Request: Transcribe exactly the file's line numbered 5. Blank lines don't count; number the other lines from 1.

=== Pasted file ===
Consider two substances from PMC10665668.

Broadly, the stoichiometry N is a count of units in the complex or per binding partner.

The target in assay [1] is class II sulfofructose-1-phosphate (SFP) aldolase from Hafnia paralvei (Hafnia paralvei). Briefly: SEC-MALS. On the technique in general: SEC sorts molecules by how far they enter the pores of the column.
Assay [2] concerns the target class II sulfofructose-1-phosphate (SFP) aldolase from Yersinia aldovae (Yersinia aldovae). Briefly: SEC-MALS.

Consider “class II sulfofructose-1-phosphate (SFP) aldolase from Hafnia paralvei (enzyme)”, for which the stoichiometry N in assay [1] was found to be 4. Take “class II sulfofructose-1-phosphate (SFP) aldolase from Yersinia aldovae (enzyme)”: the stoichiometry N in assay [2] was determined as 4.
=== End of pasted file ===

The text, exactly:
Consider “class II sulfofructose-1-phosphate (SFP) aldolase from Hafnia paralvei (enzyme)”, for which the stoichiometry N in assay [1] was found to be 4. Take “class II sulfofructose-1-phosphate (SFP) aldolase from Yersinia aldovae (enzyme)”: the stoichiometry N in assay [2] was determined as 4.